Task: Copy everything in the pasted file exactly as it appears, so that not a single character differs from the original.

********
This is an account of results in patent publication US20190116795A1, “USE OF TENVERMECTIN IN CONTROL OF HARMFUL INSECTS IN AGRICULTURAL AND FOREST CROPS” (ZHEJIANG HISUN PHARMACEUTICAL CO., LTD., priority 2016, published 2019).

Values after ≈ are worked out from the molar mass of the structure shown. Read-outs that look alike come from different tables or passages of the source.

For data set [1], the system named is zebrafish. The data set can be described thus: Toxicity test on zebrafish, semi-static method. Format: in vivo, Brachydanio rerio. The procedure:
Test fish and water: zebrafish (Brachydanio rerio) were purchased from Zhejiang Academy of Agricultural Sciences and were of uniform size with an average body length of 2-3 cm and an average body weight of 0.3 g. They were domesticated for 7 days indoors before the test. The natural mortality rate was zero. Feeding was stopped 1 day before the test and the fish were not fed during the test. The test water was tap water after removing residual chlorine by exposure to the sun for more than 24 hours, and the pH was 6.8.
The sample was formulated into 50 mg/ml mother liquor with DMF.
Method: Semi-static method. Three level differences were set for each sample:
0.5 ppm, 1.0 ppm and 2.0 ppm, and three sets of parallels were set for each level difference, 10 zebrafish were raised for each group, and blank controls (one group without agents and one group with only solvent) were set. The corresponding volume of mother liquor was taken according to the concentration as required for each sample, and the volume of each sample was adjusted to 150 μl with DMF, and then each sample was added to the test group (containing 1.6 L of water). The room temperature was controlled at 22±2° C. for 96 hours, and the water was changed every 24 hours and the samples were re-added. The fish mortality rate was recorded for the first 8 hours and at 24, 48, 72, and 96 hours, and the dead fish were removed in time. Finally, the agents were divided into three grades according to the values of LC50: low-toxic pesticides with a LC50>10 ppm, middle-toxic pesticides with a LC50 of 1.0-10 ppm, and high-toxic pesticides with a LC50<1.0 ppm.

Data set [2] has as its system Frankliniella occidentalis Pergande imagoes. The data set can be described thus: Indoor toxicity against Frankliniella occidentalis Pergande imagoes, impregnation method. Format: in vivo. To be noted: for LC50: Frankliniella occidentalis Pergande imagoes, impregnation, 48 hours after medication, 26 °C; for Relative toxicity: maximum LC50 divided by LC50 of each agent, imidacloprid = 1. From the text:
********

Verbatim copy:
This is an account of results in patent publication US20190116795A1, “USE OF TENVERMECTIN IN CONTROL OF HARMFUL INSECTS IN AGRICULTURAL AND FOREST CROPS” (ZHEJIANG HISUN PHARMACEUTICAL CO., LTD., priority 2016, published 2019).

Values after ≈ are worked out from the molar mass of the structure shown. Read-outs that look alike come from different tables or passages of the source.

For data set [1], the system named is zebrafish. The data set can be described thus: Toxicity test on zebrafish, semi-static method. Format: in vivo, Brachydanio rerio. The procedure:
Test fish and water: zebrafish (Brachydanio rerio) were purchased from Zhejiang Academy of Agricultural Sciences and were of uniform size with an average body length of 2-3 cm and an average body weight of 0.3 g. They were domesticated for 7 days indoors before the test. The natural mortality rate was zero. Feeding was stopped 1 day before the test and the fish were not fed during the test. The test water was tap water after removing residual chlorine by exposure to the sun for more than 24 hours, and the pH was 6.8.
The sample was formulated into 50 mg/ml mother liquor with DMF.
Method: Semi-static method. Three level differences were set for each sample:
0.5 ppm, 1.0 ppm and 2.0 ppm, and three sets of parallels were set for each level difference, 10 zebrafish were raised for each group, and blank controls (one group without agents and one group with only solvent) were set. The corresponding volume of mother liquor was taken according to the concentration as required for each sample, and the volume of each sample was adjusted to 150 μl with DMF, and then each sample was added to the test group (containing 1.6 L of water). The room temperature was controlled at 22±2° C. for 96 hours, and the water was changed every 24 hours and the samples were re-added. The fish mortality rate was recorded for the first 8 hours and at 24, 48, 72, and 96 hours, and the dead fish were removed in time. Finally, the agents were divided into three grades according to the values of LC50: low-toxic pesticides with a LC50>10 ppm, middle-toxic pesticides with a LC50 of 1.0-10 ppm, and high-toxic pesticides with a LC50<1.0 ppm.

Data set [2] has as its system Frankliniella occidentalis Pergande imagoes. The data set can be described thus: Indoor toxicity against Frankliniella occidentalis Pergande imagoes, impregnation method. Format: in vivo. To be noted: for LC50: Frankliniella occidentalis Pergande imagoes, impregnation, 48 hours after medication, 26 °C; for Relative toxicity: maximum LC50 divided by LC50 of each agent, imidacloprid = 1. From the text: